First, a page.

© london transport museum collection
Not available to buy
Art of the poster label
Zoo aquarium, 1963 :
Hans Unger (1915-1975)
Advances in colour photography during the 1960s allowed posters to be reproduced photographically. This gave artists the freedom to work in more varied, textured and even three-dimensional media. This design by Unger was created by the mosaicist Eberhard Schulze.
The range of entertainment on offer in London provided countless vibrant and enticing subjects for transport posters. Rather than advertising specific venues or events, posters usually promoted general activities such as shopping or going to the theatre. Many aimed to encourage travel to the city in the evenings and at weekends. Others encouraged regular commuters to stay in the city after work, rather than travelling home at rush hour. In the 1930s, posters were also issued with listings of specific events scheduled for that week.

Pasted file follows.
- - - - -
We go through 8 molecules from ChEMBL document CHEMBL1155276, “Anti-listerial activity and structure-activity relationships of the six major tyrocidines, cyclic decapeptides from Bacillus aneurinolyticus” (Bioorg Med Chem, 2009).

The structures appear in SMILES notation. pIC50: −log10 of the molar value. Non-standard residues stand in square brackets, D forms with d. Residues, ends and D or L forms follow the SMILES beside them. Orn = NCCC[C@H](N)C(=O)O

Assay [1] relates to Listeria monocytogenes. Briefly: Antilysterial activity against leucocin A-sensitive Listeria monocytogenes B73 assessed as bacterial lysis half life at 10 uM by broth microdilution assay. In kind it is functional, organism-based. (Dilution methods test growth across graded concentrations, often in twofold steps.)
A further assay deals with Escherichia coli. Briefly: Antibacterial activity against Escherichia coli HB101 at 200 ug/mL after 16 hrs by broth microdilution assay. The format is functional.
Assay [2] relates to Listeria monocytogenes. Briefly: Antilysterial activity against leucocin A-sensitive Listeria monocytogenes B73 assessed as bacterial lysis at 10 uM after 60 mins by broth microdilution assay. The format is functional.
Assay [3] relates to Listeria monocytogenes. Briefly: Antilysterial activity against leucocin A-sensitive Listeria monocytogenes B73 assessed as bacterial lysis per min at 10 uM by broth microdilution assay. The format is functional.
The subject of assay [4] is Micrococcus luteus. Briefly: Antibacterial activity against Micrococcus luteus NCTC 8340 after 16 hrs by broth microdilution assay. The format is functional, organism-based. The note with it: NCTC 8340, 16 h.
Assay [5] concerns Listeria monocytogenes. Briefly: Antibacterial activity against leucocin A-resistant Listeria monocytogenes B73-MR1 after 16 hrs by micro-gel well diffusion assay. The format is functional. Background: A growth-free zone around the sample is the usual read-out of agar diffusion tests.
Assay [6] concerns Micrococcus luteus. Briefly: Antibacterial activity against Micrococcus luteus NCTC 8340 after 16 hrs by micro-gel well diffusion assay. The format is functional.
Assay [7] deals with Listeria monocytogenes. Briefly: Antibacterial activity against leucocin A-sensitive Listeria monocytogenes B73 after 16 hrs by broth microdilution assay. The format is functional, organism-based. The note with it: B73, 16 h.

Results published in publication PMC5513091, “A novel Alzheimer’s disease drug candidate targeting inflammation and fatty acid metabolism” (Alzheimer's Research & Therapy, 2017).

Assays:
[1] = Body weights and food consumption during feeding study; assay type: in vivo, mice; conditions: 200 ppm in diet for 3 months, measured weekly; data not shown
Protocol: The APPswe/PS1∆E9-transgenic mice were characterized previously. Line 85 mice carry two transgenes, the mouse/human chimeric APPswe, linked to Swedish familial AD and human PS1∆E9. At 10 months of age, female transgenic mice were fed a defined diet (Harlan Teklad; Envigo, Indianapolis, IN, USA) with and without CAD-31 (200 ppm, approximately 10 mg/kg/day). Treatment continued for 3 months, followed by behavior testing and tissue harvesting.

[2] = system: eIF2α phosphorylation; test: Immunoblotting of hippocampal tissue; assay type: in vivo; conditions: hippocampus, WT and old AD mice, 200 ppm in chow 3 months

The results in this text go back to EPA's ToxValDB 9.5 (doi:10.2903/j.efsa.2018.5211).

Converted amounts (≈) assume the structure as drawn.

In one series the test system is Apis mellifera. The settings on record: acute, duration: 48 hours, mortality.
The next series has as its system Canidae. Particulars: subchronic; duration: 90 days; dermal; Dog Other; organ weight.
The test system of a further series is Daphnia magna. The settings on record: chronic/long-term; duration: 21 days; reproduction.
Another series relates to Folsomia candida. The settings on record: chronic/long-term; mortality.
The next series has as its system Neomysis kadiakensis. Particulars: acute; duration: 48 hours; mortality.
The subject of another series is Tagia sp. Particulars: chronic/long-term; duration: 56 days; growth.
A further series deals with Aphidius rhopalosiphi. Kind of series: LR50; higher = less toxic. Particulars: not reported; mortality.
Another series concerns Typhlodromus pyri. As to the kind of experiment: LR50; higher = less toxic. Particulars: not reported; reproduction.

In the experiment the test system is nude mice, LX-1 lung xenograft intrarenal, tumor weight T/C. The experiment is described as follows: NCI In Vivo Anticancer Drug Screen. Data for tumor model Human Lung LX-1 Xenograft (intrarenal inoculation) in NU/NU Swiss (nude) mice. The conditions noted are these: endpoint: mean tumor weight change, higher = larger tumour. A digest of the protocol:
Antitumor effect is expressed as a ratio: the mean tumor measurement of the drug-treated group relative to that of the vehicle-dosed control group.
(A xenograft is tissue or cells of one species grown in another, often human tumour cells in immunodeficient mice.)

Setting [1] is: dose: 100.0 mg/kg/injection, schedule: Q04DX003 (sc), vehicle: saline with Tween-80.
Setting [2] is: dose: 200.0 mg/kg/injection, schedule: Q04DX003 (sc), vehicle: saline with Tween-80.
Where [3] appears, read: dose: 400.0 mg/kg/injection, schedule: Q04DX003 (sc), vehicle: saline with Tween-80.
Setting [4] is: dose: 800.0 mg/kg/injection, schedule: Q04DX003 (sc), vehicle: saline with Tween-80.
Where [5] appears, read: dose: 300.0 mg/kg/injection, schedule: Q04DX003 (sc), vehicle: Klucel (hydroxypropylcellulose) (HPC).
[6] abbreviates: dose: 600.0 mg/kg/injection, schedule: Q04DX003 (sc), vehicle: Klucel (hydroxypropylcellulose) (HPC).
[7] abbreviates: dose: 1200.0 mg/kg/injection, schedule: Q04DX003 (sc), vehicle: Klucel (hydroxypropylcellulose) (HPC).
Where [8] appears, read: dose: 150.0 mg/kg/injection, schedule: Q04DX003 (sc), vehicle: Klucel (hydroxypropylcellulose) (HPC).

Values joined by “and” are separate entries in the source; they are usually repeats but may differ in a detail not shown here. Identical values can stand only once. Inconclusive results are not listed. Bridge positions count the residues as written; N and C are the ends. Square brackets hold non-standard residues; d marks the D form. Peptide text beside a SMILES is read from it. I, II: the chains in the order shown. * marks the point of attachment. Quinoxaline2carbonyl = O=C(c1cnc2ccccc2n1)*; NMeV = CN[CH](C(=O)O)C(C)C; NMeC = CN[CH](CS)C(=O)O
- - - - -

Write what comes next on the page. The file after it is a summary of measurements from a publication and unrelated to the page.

Show all records with Entertainment theme
The exotic animals of London's zoos have been the subject of over 100 transport posters. London Zoo in Regent's Park, the world's first scientific zoo, was the most frequently publicised. Ironically however, it was a long walk from any Underground station. Whipsnade zoo, where animals could be observed in a more natural environment, opened near Dunstable in 1931. Posters promoted trips to Whipsnade by the new Green Line coach services. Travel to Chessington zoo by bus was also occasionally advertised.
Show all records with Zoos theme